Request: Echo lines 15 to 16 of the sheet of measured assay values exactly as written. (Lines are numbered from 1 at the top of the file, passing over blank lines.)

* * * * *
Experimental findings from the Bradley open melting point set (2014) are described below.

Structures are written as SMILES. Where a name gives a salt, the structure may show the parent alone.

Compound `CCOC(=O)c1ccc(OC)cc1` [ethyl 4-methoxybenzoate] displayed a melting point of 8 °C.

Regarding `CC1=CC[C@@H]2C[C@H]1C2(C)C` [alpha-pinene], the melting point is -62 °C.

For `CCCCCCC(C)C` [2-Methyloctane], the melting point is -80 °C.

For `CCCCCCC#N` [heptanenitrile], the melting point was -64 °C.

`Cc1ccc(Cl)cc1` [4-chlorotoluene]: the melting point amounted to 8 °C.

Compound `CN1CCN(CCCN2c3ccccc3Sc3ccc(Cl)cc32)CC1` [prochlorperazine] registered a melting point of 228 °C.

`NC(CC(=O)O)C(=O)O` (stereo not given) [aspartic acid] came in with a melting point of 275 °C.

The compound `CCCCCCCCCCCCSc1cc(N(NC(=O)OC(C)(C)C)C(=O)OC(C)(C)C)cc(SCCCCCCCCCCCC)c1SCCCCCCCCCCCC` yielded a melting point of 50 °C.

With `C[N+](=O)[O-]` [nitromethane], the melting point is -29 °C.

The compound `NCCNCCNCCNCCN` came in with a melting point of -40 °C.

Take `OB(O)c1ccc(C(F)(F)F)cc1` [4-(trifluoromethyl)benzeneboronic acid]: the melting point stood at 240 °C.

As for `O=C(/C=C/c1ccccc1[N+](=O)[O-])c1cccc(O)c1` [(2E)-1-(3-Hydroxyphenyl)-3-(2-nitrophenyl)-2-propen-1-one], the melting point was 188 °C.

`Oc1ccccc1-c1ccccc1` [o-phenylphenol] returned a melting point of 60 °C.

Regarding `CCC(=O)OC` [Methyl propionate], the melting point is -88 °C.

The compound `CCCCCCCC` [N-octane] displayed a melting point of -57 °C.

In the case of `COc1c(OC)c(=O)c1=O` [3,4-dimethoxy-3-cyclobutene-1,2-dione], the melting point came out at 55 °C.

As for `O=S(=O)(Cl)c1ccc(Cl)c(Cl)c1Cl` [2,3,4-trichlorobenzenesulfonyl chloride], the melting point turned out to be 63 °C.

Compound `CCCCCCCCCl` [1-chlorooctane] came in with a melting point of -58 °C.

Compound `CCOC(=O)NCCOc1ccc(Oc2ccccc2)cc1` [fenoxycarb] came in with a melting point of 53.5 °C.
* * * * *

`Oc1ccccc1-c1ccccc1` [o-phenylphenol] returned a melting point of 60 °C.

Regarding `CCC(=O)OC` [Methyl propionate], the melting point is -88 °C.